Iran
Amjadīyeh

Here you’ll find travel reports about Amjadīyeh. Discover travel destinations in Iran of travelers writing a travel blog on FindPenguins.

4 travelers at this place:

  • Day166

    First walk around Tehran

    March 23 in Iran

    We had a nice first day in Tehran. After enjoying breakfast, we headed out by foot to take in some impressions of the city.

    Our first target were two museums around the government, museum and university district. We first stopped at the massive entrance gate to these quarters. Due to the fact that the gate is dedicated to an army commander, painted machine guns features heavily on the decoration of the gate, which was a bit out of place for us...
    Anyway, we then went to the Islamic Museum, which was very interesting. It features the artistic history of Iran since after the Muslim conquest of Persia (Iran) in 633-654 AD. We saw decorated paintings, scripture, glassware and pottery as well as carpets and clothing from all the ages of the Iranian Muslim past.

    We then went to the special exhibition, which featured loaned exhibits from the Louvre and also an interesting photo exhibition from an artist who took pictures of people looking at art in the Louvre. It was fun to see :-)
    Finally, because it was right around the corner, we went to the National Museum of Iran which features pre-Islamic (i.e. pre-633 AD) artefacts. This did not grab our attention that much, maybe because we were tired but maybe also because looking at arrow-heads and flint-stones isn’t really that exciting (they kind of look the same all over the world to us...).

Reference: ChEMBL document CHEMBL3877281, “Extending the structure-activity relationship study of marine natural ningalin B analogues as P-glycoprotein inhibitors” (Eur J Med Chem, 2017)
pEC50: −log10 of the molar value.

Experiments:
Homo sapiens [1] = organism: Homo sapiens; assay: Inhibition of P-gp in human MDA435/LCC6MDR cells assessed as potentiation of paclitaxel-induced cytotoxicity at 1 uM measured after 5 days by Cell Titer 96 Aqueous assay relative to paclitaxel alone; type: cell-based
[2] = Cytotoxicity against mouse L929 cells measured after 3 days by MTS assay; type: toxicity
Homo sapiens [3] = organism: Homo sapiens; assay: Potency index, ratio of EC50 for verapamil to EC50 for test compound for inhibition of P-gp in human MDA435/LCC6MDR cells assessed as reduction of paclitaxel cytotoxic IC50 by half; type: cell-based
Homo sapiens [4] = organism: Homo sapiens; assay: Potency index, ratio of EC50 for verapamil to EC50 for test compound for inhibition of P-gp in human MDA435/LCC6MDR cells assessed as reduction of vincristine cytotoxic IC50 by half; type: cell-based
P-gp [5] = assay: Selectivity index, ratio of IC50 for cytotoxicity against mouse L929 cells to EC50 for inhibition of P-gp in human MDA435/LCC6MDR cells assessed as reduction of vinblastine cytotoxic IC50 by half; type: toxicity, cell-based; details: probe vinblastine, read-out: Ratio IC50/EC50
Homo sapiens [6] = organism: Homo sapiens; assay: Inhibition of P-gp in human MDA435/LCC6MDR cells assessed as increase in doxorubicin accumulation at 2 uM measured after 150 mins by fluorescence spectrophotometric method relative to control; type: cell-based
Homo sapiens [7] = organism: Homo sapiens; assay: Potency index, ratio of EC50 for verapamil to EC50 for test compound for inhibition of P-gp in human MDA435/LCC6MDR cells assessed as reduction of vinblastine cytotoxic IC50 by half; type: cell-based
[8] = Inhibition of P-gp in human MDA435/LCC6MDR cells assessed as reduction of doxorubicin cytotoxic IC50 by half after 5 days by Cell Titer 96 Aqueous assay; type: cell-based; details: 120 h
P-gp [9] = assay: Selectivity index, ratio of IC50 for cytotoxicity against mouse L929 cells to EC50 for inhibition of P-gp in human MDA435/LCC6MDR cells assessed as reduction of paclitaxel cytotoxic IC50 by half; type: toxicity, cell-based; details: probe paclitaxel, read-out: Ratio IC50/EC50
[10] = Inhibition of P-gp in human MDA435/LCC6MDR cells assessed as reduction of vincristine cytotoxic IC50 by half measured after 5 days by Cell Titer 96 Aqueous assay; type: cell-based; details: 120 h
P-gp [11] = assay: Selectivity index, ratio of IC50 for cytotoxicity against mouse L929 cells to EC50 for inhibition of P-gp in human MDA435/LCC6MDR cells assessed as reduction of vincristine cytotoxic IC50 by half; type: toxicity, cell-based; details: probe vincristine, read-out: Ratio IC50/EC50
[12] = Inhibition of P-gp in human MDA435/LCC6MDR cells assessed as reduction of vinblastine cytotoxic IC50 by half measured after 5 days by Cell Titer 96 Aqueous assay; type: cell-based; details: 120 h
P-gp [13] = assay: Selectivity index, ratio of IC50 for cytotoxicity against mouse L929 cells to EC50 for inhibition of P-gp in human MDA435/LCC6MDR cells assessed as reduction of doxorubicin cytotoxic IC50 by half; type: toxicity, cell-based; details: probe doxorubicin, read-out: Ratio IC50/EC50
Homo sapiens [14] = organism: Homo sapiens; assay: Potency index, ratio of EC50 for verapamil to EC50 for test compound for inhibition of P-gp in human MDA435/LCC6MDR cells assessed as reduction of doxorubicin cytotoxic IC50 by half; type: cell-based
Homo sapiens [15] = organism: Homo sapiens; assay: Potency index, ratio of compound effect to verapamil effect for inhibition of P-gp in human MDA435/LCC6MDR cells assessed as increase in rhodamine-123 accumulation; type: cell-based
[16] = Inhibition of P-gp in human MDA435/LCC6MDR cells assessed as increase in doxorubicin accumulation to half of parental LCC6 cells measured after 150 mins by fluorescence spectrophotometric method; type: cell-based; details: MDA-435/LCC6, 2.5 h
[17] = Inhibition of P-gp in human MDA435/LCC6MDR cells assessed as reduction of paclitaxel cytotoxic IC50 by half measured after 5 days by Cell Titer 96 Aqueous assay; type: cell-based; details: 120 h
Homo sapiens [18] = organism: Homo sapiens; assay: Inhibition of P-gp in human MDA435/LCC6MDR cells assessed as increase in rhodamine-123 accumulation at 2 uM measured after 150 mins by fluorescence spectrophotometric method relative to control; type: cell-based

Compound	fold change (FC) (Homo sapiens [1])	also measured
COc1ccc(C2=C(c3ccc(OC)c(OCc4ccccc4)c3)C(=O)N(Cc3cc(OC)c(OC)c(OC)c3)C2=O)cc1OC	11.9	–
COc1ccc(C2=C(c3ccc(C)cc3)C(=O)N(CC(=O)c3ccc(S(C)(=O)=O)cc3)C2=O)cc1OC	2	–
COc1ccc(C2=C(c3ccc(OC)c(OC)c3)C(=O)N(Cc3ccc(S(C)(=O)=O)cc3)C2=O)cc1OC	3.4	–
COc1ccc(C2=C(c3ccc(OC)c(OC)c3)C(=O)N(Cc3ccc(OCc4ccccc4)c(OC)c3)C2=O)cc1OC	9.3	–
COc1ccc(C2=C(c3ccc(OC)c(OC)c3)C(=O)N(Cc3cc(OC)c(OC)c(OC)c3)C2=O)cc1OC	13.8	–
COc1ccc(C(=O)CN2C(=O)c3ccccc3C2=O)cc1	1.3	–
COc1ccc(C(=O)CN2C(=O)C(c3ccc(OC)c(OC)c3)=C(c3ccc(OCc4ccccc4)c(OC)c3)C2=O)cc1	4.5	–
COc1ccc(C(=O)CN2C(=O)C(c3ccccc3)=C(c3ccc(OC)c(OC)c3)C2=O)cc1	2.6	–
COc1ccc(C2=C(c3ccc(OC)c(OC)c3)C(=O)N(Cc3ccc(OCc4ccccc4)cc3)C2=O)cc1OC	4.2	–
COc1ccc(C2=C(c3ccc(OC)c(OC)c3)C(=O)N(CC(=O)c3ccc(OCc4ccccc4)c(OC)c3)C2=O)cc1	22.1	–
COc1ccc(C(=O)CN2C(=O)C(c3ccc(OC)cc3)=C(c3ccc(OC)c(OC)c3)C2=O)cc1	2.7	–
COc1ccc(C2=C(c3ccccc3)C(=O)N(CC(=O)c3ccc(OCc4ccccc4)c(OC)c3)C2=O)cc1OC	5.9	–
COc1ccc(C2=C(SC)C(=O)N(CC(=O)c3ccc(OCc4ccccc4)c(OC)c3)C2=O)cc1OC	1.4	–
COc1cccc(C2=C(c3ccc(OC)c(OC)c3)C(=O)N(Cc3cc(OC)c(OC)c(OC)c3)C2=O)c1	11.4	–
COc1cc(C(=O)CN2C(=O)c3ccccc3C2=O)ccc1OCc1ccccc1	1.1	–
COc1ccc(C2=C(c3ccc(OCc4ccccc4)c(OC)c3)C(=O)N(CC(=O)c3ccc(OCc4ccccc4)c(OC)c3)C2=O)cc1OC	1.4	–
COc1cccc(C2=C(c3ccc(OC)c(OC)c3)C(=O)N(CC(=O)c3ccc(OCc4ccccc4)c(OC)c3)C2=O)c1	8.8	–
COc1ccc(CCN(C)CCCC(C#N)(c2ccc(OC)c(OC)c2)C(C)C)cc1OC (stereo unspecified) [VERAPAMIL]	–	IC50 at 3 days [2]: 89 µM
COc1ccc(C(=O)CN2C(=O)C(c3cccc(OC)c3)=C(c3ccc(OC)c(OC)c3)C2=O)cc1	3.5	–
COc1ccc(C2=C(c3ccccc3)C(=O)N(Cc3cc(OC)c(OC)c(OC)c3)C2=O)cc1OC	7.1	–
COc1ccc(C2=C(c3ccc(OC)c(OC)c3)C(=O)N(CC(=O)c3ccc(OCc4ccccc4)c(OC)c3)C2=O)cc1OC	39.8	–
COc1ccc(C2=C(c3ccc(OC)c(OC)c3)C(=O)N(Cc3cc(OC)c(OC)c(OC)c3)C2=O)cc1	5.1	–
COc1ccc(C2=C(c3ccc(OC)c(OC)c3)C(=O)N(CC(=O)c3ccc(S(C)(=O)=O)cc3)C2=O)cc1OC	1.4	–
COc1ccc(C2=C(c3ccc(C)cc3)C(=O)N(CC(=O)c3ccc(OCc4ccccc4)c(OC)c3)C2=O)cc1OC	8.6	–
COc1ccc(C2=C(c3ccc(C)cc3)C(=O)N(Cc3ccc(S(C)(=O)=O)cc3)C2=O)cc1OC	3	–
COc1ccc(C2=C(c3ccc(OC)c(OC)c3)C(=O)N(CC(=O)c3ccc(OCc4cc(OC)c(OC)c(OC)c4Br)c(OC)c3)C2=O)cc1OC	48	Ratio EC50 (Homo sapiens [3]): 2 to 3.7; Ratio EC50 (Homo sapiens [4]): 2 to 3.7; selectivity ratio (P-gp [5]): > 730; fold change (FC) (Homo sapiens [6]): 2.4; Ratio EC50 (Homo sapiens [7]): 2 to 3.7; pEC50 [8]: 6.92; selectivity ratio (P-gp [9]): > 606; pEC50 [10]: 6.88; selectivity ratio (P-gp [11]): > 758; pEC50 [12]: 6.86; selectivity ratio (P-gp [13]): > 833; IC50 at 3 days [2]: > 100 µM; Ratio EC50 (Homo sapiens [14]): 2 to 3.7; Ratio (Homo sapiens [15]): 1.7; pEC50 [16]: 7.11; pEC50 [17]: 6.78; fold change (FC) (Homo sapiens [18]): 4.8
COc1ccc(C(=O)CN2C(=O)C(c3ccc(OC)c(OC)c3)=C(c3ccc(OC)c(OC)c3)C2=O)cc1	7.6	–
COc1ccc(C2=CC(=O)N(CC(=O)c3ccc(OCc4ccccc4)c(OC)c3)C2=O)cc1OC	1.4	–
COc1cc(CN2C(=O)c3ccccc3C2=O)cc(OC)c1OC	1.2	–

We then wandered on through some bazars and sat down for coffee and tea. The bazaars were not really all that busy today due to it being Friday (the Muslim equivalent to “our” Sunday). Most shops were closed, but it was still nice to walk along the paths and see the buildings :-)

    In the evening we went to a great place in the north of central Tehran. The Tabi’at bridge is a three-storey foot bridge, designed to allow pedestrians to cross a major city highway. But it really is an outdoor-park for many Tehranis. It has food-stalls on one floor and a viewing area and promenade on the top level. We gad a great view over Tehran as the sun was setting. There were loads of people, some of whom chatted us up (wanting to know where we are from, how long we would visit Tehran and so on) and took pictures with us :-)
    After that it was dinner in a very nice traditional restaurant and then back home with the metro :-)

    PS: While walking through Tehran today and also during the conversations with the locals we both noticed how the preconceptions we had about Iran are mostly wrong or perhaps exaggerated. This is most noticeable in the female dress-code. While we read that it’s not all too strict here (you can show some hair), we noticed that most women actually have their hair about 2/3 uncovered. Many young Iranians also briefly remove their headscarfs before they take pictures of themselves and then put it back on.

    We also had a longer conversation with the owner of our hotel (Fatima) who told us how she is regularly surprised that Westerners believe couples would have to be married to be allowed to sleep in the same room together. As she sees it, that’s just not the case and she doesn’t really care if people are married or not. We, too, thought that this was the case and apparently we were wrong. In the end, it seems (unsurprisingly) that Iranians are much like other people: they want to get on with their lives and not let politics or religion interfere too much with it. Let’s see how our journey will continue :-)
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  • Day167

    The plan for today was quite straightforward: mosque, cinema museum and laundry. It turned out to be more than that :-)